The Biden administration has signaled it will seek $30 billion in additional funding for COVID-19 during talks with Congress on Tuesday, including money for vaccines, testing and treatment.
The talks come ahead of the March 11 deadline for a government funding package, which could serve as a vehicle for more COVID-19 funds.
Sen. Roy BluntFDA’s pick of Roy Dean BluntBiden clears key Senate hurdle Hawley endorses nominee to succeed fellow Missouri senator Blunt On The Money – Inflation hits highest rate since Feb 1982 MORE (R-Mo.) told reporters he had spoken to the Secretary of Health and Human Services Xavier BecerraXavier BecerraFDA clears another antibody treatment to fight omicron Biden administration buys 600,000 doses of new COVID-19 antibody drug White House disputes reports of federal funds for crack pipes MORE Tuesday and expects a $30 billion request.
“I spoke to Secretary Becerra today, and I think they’re going to come up with an additional $30 billion,” Blunt said, according to audio provided by his office.
He noted that he had previously wondered if the money already provided was still available, but said: “Frankly, in the categories they are asking for money for, the other money has all been spent or committed. for the purpose for which it was appropriate.”
An HHS spokesperson confirmed the discussions, saying agency leaders “discussed the status of COVID response funds as well as the need for additional resources to support securing more treatments and vaccines. life-saving vaccines, maintaining testing capacity and investing in research and development of next-generation vaccines.
“These resources would help us continue to develop the tools the country needs to stay ahead of the virus and help us move forward toward a time when COVID-19 does not disrupt our daily lives,” the statement added. .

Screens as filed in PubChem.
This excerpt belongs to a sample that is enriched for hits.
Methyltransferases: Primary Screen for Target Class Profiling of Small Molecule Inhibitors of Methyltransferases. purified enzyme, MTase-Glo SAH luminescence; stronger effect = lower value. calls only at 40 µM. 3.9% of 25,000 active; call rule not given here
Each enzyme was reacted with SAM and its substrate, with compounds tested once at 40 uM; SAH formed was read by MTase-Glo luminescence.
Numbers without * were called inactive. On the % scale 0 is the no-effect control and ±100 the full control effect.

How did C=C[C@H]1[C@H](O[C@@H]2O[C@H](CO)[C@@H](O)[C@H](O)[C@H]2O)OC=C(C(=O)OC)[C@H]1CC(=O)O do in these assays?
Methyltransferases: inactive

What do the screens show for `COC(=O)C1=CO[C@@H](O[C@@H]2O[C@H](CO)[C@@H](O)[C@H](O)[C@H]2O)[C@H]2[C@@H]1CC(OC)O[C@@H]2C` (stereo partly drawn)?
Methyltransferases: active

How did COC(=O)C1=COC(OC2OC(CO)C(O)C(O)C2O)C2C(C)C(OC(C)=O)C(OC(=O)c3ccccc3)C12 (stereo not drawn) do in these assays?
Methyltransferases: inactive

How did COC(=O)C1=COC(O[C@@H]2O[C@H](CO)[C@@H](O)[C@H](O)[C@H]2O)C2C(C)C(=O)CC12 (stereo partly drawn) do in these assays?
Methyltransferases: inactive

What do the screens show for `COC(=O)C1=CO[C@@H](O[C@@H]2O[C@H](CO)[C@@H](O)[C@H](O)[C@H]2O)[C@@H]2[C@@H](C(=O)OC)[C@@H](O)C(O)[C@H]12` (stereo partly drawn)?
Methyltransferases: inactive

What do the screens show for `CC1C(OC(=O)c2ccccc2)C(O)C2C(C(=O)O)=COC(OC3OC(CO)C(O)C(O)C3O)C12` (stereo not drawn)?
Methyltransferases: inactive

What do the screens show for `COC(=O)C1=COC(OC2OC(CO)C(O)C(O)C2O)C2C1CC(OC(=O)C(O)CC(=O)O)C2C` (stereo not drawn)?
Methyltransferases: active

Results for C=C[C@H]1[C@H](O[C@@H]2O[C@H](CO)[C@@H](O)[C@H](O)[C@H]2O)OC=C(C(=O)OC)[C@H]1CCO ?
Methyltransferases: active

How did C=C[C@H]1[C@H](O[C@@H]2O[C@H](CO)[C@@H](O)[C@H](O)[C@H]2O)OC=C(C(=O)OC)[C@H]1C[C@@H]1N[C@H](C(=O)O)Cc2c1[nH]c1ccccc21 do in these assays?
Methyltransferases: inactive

The statement made no mention of additional funding for global vaccinations, an area where Democratic lawmakers have pushed for more action.
The Congressional Progressive Caucus, along with other Democratic lawmakers, has called for $17 billion for global vaccinations.
Asked about COVID-19 funding talks in general on Tuesday, the White House press secretary Jen PsakiJen PsakiWatch live: White House holds press briefing Man who attacked police in Paris with knife killed, official says union rates rise among young workers MORE said “what we’re trying to do now is stay ahead” of the virus.
Some congressional Republicans, however, have expressed opposition to more funding, pointing to the billions already allocated.
“It’s ridiculous to think that Congress should agree to such a request,” the representative said. Jason SmithJason Thomas SmithRepublican Rep. won’t run for Senate, hopes to become Ways and Means Speaker: Report Don’t Just Delay Student Debt, Avoid It Nunes’ resignation sparks GOP scramble on ways and means MORE (Mo.), the top Republican on the House Budget Committee, wrote in a Fox News op-ed last week. “The administration’s own track of inflation-fueled spending over the past year has done little to bolster Americans’ confidence that the government is a good steward of their tax dollars. .”
This story was updated at 4:49 p.m.